To help with ongoing economic recovery and planning, Diane contributes to several boards. The town has received an EDA grant for economic development she hopes will move the economy from seasonal to a more sustainable year-round economy. Diane is proud to help move the community forward, both as a business owner and an active individual. “Our contributions will pay off in the future.”

More information about Diane’s other businesses can be found online at:

  • The White Orchid
  • Liz & Jo’s

Hear more about Diane’s story at:

Rain Boutique

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Equine Veterinary Services

Stephanie Brault’s passion is working with horses. Providing them with the highest quality veterinary care has been her profession since 1988. After more than 10 years of working in academic veterinary medicine at the University of California Davis and most recently at Colorado State University, Stephanie purchased a private veterinary business in July of this year. While Stephanie is an expert in the field of veterinary medicine, she had no business experience prior to purchasing

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Ragamuffin Organizing & Cleaning

Not all entrepreneurs start with goals of grandiose riches; in the case of Kami Bowker, owner of Ragamuffin Organizing & Cleaning, she just wanted to be able to make her $300 per month car payment. Just three years later, her cleaning business has grown so rapidly, she has chosen to invest the unexpected growth in her vision of a Christian women’s respite ministry. Originally from Burlington, Colorado, Kami moved to Fort Collins for beauty school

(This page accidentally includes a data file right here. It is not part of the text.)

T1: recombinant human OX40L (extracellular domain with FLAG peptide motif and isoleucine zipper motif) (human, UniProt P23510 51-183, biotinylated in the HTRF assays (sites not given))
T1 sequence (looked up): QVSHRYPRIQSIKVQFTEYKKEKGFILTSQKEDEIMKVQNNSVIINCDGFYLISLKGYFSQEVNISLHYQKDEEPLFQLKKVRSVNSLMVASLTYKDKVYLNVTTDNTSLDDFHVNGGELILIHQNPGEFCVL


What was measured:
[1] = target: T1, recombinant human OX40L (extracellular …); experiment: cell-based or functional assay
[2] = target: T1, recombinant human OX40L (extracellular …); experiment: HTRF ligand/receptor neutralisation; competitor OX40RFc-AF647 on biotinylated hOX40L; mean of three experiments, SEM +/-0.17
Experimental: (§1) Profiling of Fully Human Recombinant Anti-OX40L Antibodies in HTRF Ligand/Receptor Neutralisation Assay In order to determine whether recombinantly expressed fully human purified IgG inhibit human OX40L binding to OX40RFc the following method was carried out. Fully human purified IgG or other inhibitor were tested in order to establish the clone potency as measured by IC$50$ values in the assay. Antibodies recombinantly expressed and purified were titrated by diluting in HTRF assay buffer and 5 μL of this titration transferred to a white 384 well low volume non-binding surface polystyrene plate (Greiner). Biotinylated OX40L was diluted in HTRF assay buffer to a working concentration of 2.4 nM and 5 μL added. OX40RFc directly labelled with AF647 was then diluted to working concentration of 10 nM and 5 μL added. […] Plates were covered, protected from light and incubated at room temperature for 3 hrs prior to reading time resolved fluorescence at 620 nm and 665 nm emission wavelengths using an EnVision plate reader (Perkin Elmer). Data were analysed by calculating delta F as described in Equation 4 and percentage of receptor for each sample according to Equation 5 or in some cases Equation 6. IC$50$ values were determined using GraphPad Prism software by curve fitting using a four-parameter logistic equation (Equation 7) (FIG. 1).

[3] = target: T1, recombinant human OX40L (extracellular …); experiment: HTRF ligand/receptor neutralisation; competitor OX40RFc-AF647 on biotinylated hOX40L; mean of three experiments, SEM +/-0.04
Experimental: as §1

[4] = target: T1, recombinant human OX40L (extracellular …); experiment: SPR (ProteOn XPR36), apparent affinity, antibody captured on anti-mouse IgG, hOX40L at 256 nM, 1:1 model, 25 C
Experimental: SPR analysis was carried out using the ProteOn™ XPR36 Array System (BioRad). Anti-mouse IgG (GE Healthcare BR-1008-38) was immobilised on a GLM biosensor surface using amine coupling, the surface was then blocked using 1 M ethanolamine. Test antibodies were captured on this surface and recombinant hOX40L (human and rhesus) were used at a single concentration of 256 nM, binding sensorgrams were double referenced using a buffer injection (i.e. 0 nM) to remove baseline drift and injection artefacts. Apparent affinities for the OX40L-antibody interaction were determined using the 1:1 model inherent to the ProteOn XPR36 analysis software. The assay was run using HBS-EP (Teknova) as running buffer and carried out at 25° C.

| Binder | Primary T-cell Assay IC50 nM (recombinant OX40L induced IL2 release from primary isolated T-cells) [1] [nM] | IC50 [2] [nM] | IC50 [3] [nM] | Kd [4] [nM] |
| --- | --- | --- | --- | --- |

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Rodeo News

Siri Steven has a passion for life, a desire to educate, and a work ethic and determination that have made Rodeo News the successful, nationally recognized magazine it is today. “This is the culmination of all of the things I have learned in 40 years.” Good friends, life circumstances, and hard work brought Rodeo News into her life, and she has devoted herself to its success completely. After getting her start working on the publication

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Beau & Belle Littles

The true measure of a successful product is: Does it solve a customer problem? As new, active parents, Paul and Rachelle Baron faced a common problem when trying to take their little one swimming. They wanted a high quality, reusable swim diaper that handled solid waste well, but there was nothing on the market that met their standards. “The problems we saw were that disposables were not good quality, didn’t contain solid waste well, and

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Wordsmith Wood Shop

Loveland area couple Gib and Lisa Coalwell made a few wooden boxes decorated with sayings but a large order put a toll on their small laser engraver. The owners of Wordsmith Wood Shop needed to hire staff, get three more engravers and quickly learn manufacturing on a large scale. The couple blends handcrafted wood and engraved words to create heirloom boxes, bookmarks, recipe cards, coasters, magnets and cutting boards for their wholesale, retail and individual